So, for those of you who are paying attention to the case of television star Jussie Smollett, it’s looking more and more likely that the supposed hate attack was a hoax.
But Facebook users who say so just might get shut down.
According to a report from American Conservative writer Rod Dreher, a Facebook user who posted Dreher’s story titled “Jussie Smollett’s Hate Hoax” on Facebook had it taken down because it violated the social media giant’s “community standards.”
The “Hate Hoax” piece began by excerpting the latest reports involving the Smollett case, including one from CNN.
“Two law enforcement sources with knowledge of the investigation told CNN that Chicago Police believe Jussie Smollett paid two men to orchestrate the assault,” the piece read.
“The brothers, who were arrested Wednesday, were released without charges Friday after Chicago police cited the discovery of ‘new evidence.’ The sources told CNN that the two men are now cooperating fully with law enforcement.
“Smollett told authorities he was attacked early January 29 by two men who were ‘yelling out racial and homophobic slurs.’ He said one attacker put a rope around his neck and poured an unknown chemical substance on him.
“The sources told CNN that there are records that show the two brothers purchased the rope found around Smollett’s neck at an Ace Hardware store in Chicago.”
Dreher piece then went on to catalogue all of the people who uncritically believed Smollett’s story, including media outlets, politicians and celebrities.
This wasn’t anything particularly new or scandalous. In fact, stories like these have appeared not infrequently over the past few days as it’s become clear Smollett’s case is falling apart.
But apparently, it was too much for some delicate sensibilities at Facebook, as Dreher demonstrated with a Twitter post:
You are not allowed to say on Facebook that Jussie Smollett carried out a hate hoax. pic.twitter.com/jnFx7aQFbS
— Rod Dreher (@roddreher) February 17, 2019
The post was apparently made by a friend of Dreher.
“The link below on my wall is to Rod Dreher’s blog post that has been blocked by FB for ‘violating community standards,’ if you can believe it. So, what I did was create a tiny url of it just to see how long it stays up,” the Facebook user wrote, according to Dreher.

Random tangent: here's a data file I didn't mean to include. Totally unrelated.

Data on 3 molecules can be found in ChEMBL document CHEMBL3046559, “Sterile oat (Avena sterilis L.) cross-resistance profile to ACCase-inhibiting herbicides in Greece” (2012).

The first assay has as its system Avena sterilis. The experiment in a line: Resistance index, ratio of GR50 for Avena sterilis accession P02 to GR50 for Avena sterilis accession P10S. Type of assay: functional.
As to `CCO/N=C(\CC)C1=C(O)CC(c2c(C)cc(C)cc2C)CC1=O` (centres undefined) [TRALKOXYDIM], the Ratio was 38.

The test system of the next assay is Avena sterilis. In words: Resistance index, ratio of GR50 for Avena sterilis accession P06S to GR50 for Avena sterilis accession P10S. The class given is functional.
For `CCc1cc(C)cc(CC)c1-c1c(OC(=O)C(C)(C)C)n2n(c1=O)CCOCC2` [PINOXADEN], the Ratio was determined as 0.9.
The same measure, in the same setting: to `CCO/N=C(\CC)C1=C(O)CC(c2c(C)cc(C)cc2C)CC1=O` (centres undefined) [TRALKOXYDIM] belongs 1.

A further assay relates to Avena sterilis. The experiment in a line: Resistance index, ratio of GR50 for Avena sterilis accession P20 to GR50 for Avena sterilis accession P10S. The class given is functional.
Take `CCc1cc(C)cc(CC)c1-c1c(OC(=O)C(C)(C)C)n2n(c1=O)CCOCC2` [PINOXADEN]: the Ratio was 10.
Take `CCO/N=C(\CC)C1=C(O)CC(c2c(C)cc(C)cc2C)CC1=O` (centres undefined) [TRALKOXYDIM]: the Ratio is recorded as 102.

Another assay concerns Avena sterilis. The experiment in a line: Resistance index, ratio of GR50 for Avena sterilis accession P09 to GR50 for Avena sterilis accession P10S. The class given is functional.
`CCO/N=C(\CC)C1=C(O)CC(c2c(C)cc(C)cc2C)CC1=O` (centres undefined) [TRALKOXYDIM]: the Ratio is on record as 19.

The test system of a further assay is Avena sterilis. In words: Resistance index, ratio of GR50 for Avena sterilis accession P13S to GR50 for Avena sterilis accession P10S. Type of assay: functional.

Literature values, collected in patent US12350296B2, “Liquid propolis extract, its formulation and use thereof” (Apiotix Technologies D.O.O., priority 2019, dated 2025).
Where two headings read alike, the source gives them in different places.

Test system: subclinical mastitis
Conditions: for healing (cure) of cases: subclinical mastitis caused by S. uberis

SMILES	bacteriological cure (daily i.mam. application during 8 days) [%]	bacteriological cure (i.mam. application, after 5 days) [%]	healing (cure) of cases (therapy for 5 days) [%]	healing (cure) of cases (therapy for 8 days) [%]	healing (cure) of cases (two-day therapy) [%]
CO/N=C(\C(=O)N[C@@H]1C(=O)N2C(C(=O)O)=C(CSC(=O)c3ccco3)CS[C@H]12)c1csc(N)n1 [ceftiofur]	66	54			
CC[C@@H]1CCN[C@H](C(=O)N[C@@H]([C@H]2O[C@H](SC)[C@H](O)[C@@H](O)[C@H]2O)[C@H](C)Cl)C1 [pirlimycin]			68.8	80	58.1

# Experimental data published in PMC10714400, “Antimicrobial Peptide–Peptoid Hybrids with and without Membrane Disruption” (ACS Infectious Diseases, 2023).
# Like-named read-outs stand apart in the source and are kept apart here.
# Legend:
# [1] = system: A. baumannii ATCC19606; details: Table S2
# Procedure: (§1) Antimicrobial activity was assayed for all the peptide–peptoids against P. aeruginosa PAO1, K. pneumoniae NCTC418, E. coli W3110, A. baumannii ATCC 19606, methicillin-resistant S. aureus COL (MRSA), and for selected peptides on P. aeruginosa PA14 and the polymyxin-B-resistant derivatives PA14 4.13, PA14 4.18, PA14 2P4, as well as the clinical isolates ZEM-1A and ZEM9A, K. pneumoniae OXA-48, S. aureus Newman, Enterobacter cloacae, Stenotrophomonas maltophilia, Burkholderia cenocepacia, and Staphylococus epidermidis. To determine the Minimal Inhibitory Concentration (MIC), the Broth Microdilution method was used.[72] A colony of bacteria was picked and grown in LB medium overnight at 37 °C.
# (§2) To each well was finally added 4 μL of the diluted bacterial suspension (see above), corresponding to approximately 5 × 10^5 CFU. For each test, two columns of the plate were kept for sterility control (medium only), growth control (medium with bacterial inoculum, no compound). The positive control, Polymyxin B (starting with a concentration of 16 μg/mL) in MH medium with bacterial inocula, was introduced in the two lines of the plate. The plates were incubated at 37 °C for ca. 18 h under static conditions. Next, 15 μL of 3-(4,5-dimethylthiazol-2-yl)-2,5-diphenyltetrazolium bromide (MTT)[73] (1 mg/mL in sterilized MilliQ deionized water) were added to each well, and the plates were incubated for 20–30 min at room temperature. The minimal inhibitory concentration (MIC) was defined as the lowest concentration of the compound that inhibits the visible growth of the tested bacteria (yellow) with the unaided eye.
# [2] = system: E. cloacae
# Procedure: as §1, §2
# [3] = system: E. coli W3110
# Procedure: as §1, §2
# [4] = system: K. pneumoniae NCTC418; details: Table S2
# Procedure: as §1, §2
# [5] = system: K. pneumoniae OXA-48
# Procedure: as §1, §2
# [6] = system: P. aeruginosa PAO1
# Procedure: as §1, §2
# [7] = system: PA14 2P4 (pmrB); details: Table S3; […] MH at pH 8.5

“If FB blocks it, I am outta here, and I hope some of you will join me. The type of soft totalitarianism that this company employs in order to silence dissent runs counter to the underlying purpose of communication: to speak and learn the truth. That, of course, means that we may stumble once and (sic) a while, which is what I have done on occasion.
“However, as long as we welcome correction and issue it with charity to others, we all benefit. FB, by short-circuiting that process in the name of protecting a particular ‘narrative,’ harms us all. Growth, whether spiritual or intellectual, sometimes requires that we hear and see things that not only challenge our cherished beliefs, but cause us real emotional pain. To try to purposely avoid such incidents is to advance the cause of ignorant docility. It is at bottom, paradoxically, inhumane.”
Dreher, at least, took his friend’s advice:
I have just deactivated my Facebook account.
— Rod Dreher (@roddreher) February 17, 2019
Dreher reported that his friend later told him the post was unblocked.
“If true, that’s good news — but the fact that FB blocked it in the first place is a very troubling sign. I’m not going to reinstate my account. I’m done with Facebook.”
This isn’t the first time that Facebook has blocked innocuous content because it involved an account that did not match its liberal-loving worldview. In a recent case in the news, which happened just last month, came when a user called an alleged cop killer an “unvetted illegal immigrant,” compared with the cop he allegedly killed, who was a “vetted legal immigrant.”
Dreher’s post was positively anodyne compared to that, however. There was literally nothing that seemed to be controversial, unless you consider the statement that Smollett’s story was more likely than not a hoax to be a source of grave controversy.
Incidents like these are why conservatives don’t trust Facebook, and they have every reason not to.
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